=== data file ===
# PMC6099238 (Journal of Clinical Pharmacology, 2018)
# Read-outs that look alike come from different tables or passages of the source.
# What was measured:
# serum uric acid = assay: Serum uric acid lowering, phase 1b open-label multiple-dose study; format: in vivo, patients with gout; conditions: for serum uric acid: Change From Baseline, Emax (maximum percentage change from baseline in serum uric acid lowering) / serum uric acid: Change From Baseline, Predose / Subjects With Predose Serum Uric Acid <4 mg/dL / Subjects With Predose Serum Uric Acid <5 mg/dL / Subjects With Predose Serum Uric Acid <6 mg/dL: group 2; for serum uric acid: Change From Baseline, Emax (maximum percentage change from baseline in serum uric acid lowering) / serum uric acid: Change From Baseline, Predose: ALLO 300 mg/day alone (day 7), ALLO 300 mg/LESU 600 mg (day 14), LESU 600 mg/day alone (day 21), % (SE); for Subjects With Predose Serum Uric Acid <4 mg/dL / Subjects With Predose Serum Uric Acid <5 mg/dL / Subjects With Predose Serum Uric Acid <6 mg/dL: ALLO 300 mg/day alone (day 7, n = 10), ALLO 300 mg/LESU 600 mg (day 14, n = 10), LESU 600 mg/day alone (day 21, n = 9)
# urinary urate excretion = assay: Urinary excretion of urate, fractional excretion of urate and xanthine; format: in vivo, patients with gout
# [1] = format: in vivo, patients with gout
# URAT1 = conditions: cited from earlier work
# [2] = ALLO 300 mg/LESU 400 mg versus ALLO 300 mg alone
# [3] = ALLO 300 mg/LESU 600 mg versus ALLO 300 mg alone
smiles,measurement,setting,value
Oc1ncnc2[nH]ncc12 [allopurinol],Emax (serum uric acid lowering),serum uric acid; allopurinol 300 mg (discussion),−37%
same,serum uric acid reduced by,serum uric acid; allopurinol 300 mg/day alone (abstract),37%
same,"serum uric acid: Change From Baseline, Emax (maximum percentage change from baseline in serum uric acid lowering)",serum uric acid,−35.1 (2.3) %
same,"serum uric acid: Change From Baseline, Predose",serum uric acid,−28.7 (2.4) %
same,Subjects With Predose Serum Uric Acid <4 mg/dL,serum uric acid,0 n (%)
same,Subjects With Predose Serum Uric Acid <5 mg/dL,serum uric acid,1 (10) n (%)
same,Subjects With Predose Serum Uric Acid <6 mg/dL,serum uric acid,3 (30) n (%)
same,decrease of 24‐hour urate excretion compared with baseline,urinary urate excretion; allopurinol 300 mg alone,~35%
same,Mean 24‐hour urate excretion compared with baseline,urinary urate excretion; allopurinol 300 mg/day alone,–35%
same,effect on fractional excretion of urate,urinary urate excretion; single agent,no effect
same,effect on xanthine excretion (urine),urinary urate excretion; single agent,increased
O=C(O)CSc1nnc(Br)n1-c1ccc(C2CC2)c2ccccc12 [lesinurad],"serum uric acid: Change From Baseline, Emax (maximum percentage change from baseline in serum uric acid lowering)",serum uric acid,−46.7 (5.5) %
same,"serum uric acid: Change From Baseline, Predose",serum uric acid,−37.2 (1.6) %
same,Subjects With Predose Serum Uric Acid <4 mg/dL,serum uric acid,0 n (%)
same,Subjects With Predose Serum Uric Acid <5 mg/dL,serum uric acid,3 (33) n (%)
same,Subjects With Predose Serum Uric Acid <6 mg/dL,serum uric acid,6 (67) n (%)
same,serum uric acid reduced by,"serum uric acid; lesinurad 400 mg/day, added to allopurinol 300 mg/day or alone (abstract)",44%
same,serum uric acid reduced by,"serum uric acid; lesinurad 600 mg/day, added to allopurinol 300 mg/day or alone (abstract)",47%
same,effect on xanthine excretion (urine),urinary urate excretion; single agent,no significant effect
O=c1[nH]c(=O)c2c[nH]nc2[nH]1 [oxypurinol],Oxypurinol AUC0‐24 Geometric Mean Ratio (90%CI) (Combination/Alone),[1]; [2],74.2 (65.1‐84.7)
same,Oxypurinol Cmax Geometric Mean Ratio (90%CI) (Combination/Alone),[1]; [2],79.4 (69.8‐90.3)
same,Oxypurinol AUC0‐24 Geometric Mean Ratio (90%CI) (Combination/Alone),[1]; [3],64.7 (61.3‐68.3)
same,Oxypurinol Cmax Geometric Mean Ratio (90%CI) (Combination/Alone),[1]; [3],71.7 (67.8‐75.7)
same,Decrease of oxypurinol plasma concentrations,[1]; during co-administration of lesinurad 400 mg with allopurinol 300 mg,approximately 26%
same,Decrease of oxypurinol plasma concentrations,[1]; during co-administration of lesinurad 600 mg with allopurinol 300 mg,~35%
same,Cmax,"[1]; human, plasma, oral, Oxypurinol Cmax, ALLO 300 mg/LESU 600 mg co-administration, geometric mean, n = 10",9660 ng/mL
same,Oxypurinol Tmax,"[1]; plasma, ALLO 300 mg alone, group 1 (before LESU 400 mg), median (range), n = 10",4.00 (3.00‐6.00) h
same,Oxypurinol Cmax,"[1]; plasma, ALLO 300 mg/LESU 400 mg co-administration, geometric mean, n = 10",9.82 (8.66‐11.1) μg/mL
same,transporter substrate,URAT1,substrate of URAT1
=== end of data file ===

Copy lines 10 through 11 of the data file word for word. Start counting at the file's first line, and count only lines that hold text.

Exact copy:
smiles,measurement,setting,value
Oc1ncnc2[nH]ncc12 [allopurinol],Emax (serum uric acid lowering),serum uric acid; allopurinol 300 mg (discussion),−37%